Pete Weitzel, former senior editor of the Miami Herald, founded the non-profit 30 years ago.

The foundation is funded through contributions. It provides training, legal aid, and the annual Government in the Sunshine Manual as a guide to Florida’s open meetings and public-records laws. 

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Politics
6:01 pm
Fri March 7, 2014

Lawmakers Join Forces For Protection Of Florida Springs

Wakulla Springs, about half an hour from Tallahassee, is one of the state's first magnitude springs. It offers public swimming and glass-bottom boat rides. When the water is clear, riders can see 120 feet to the bottom.
Credit dep.state.fl.us

Attorney David Guest is not on the fence about the protection of springs.

“They’re acting as if this renewable resource is something you can simply mine and when it’s gone, it’s gone,” said Guest, head of the Florida office of Earthjustice. “It’s been there for thousands of years, and only recently have we had this attitude that you just take it and the future generations just don’t get anything anymore.”

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The Florida Roundup
11:18 am
Fri March 7, 2014

Family Of Teen Israel 'Reefa' Hernandez Will Sue Miami Beach Police

A six-month-long medical examination concluded that the “sudden cardiac death” of Israel “Reefa” Hernandez-Llach was accidental.

 

Governor Rick Scott kicks off the legislative session with a State of the State address touting tax cuts and job creation. The state legislature starts by advancing a bill legalizing a form of medical marijuana and passing tougher sex predator laws.   

A medical report on the death of Israel Hernandez, the teen who was tasered by Miami Beach police, finds that he died of a "sudden cardiac death." Shortly before the report's release, the police chief resigns.

We also hear the latest developments on the protests in Venezuela.

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Politics
3:24 pm
Fri February 28, 2014

Republicans Split Over Cheaper Tuition For Undocumented Students

Sen. Jack Latvala's tuition bill includes price breaks for families that pay taxes in Florida, whether they're documented or not.
Credit Greenspoon Marder/flickr

Florida's undocumented residents may soon have access to cheaper college tuition. The proposal is part of a sweeping bill aimed at reducing the cost of higher education.

Undocumented students could pay in-state tuition if they meet certain eligibility requirements. They’ve been paying the out-of-state rate, which is three times more expensive.

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The Sunshine Economy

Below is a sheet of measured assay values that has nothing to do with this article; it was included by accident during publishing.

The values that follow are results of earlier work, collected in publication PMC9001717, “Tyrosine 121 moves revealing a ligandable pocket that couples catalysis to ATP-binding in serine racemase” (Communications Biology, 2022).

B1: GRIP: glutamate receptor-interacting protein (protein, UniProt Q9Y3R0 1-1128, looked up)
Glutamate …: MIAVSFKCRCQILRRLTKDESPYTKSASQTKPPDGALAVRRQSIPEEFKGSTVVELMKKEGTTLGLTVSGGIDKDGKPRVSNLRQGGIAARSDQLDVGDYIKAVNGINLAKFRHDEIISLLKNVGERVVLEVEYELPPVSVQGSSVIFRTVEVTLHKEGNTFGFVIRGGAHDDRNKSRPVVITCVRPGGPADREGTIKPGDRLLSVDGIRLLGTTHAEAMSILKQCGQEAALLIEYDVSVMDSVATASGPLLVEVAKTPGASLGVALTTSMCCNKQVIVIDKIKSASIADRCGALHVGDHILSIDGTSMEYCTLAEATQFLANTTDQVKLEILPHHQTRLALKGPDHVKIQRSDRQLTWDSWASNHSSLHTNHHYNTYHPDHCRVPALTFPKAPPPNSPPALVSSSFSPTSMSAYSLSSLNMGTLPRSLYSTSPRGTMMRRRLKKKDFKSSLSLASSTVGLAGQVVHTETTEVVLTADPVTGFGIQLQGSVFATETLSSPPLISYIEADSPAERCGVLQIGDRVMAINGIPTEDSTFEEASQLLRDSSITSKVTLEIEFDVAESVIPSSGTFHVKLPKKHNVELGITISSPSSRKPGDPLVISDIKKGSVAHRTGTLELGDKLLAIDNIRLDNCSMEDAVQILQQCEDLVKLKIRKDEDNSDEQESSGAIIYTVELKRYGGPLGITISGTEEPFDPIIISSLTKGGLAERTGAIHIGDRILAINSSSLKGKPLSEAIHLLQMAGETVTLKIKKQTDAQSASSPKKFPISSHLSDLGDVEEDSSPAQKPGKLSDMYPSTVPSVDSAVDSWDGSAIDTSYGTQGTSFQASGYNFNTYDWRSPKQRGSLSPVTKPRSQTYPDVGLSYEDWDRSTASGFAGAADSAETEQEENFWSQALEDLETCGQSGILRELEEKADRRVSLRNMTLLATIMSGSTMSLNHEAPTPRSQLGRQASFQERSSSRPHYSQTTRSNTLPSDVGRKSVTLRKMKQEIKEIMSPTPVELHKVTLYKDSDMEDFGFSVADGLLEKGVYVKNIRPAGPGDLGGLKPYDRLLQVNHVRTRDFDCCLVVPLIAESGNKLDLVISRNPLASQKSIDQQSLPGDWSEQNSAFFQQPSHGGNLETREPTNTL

10:30 pm
Sun February 23, 2014

Big Sugar's Influence Stretches From South Florida To Washington

Sugar companies get money from taxpayers through the U.S. Farm Bill. In turn, those companies pay a privilege tax to help clean up the environmental damage caused by sugar farming.
Credit africa/freedigitalphotos.net

Sugar is one of the biggest special interests in Tallahassee. More sugar comes from Florida than anywhere else in the country. 

It’s grown in a 700,000-acre region between Lake Okeechobee and the Everglades known as the Everglades Agricultural Area. (Actual farming acreage, which includes other crops, is 470,000 because of conservation areas and other projects.) 

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StateImpact Florida
10:59 am
Mon February 17, 2014

Three Education Questions For Senate President Don Gaetz

Senate President Don Gaetz doesn't want in-state tuition for undocumented students. He does like the idea of university performance funding.
Credit Gina Jordan/StateImpact Florida

Florida’s move toward Common Core standards in schools is sure to be discussed during the upcoming legislative session.

Lawmakers will also consider allowing undocumented college students to pay cheaper, in-state tuition. Plus, state universities that improve their graduation rates may be able to boost their funding.

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Parasailing
12:45 pm
Fri February 14, 2014

Victims Of Parasailing Accidents Beg Lawmakers For Stronger Regulations

Shannon Kraus cries during a news conference at the Capitol Thursday. Her teenage daughters were in a parasailing accident in 2007 in Pompano Beach. Amber White was killed and Crystal White suffered permanent injuries.
Credit Gina Jordan/WLRN

A series of deaths and injuries may lead to stronger oversight of Florida’s parasailing industry. Victims and their families are lobbying lawmakers in Tallahassee for help.

Crystal White was 17-years-old when she and her younger sister went parasailing in Pompano Beach in 2007. White says she remembers the boat operator talking about bad weather approaching, but he sent them up anyway. Then, the wind picked up.

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Politics
8:28 pm
Mon February 10, 2014

Medical Marijuana, Speed Limits And Social Media Privacy On Senator's Agenda

Credit Eric Broder Van Dyke/flickr

  Sen. Jeff Clemens, D-Lake Worth, is sponsoring bills to help tackle violations of the Do Not Call list and give employees and job applicants more social media privacy.

Clemens also wants higher speed limits – he admits he’s a speeder – and he still likes red-light cameras, even though he’s been ticketed by one.